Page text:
There are many things to do in Suwa, and this short guide should serve as an example day trip to get you started in the area. I am taking on a few of the more well-known locations in the area, primarily those locations tied closely with Japanese history and culture.
These locations are in close proximity to each other, nearby Shimo-Suwa Station. These could all be reached on foot, but if you prefer to speed things up a rental bicycle is a fun option. Here is the one-day itinerary.
Part One: Suwa Taisha Shrine
Suwa Taisha, or Suwa Grand Shrine, is of Shinto origin and is one of the oldest shrines in Japan. The shrine areas are surrounded by thick trees and landscaped gardens and are accessible by walking or cycling. There are four building complexes, including the Maemiya (old or front shrine), Honmiya (main shrine), Harumiya (spring shrine), and the Akimiya (fall shrine). Suwa Taisha is the head shrine for a network of over 10,000 related Suwa shrines nationwide.
Part Two: Sweet Snacks at Shintsuru Honten
Yokan, a traditional Japanese confectionery, is a type of sweet and salty jelly dessert that has been in creation for hundreds of years in the Suwa area. One well-known shop that dates back over 140 years old specializes in a yokan variety called Shintsuru. In addition to the original recipe, there are dozens of assorted samples in all shapes and colors. Pieces of yokan can be purchased individually or in boxes and the tastes vary greatly in the degree of sweetness. My personal favorite was the sugar-coated variety in orange and green colors. The store owners will often have a few types available to sample so I recommend trying a few in the shop and then buying a box of your favorites as a souvenir.
Part Three: Clock Tower and Watch Museum Gishodo
Gishodo is a special museum for fans of timepieces and wall clocks. On the first floor is a large souvenir and watch shop, where various novelty items and modern watches can be purchased. The museum features a large exhibition room where visitors can learn about the history and ingenuity of Japanese watchmaking while viewing a collection of more than 400 watches and clocks from the Edo Period (1603-1868) to today. Upstairs is an activity area, with several interactive displays, and there are watch- and clock-making experiences available that involve visitors creating their own timepiece with guidance from staff. Outside the museum is an enormous water-driven clock tower known as Suiun-Gishodai, or the Astronomical Clock Tower in English. The clock tower is a restoration of a clock tower created the year 1092 in China’s Kaifeng, a prominent city of the Northern Sung Dynasty. The tower is powered by water wheels and chimes in different patterns with coordinated doll movements at regular intervals. The clock tower also shows the location and tracks stars with a telescope. Seating is provided nearby for those who wish to listen and watch.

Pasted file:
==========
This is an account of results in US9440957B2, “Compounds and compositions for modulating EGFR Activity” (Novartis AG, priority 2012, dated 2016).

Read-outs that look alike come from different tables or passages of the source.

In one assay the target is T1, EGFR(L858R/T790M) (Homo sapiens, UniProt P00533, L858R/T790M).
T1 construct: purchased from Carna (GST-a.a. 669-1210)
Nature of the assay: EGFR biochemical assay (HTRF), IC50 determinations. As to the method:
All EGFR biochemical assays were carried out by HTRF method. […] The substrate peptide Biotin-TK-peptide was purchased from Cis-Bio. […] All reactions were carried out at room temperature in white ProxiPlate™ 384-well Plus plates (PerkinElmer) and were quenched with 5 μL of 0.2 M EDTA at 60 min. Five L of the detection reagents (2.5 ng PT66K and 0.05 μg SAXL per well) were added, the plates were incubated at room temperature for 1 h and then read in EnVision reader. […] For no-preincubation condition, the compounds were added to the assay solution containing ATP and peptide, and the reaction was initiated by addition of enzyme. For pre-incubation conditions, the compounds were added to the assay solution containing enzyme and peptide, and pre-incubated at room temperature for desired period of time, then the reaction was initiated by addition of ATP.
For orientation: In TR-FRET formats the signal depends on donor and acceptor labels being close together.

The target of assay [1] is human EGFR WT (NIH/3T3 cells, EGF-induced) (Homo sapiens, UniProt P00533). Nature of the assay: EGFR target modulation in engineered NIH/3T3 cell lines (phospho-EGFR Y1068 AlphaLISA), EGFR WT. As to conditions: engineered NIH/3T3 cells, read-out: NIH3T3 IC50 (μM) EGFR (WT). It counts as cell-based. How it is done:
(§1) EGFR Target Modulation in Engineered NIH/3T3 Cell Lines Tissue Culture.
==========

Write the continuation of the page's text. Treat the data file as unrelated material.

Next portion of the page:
Part Four: Honjin Iwanamike (Samurai House)
This beautifully-preserved landmark was once a high-class accommodation for royalty and key leaders across Japan. The house has been preserved remarkably well and has a Japanese architecture style unique to the region. It was created in the Kyoto style, but with some key differences in the structure, interior design and roofing. As the house was made for royalty, there are escape rooms and hatches built-in to protect the esteemed guests from possible attack. The back room is an open tatami seating area that faces one of the most beautifully sculpted gardens in the region. The scene provides an excellent photographic opportunity during all four seasons and a nice place to sit and relax for a few minutes between your travels.
There is much more to Suwa than what we have listed here. Check out the additional links below.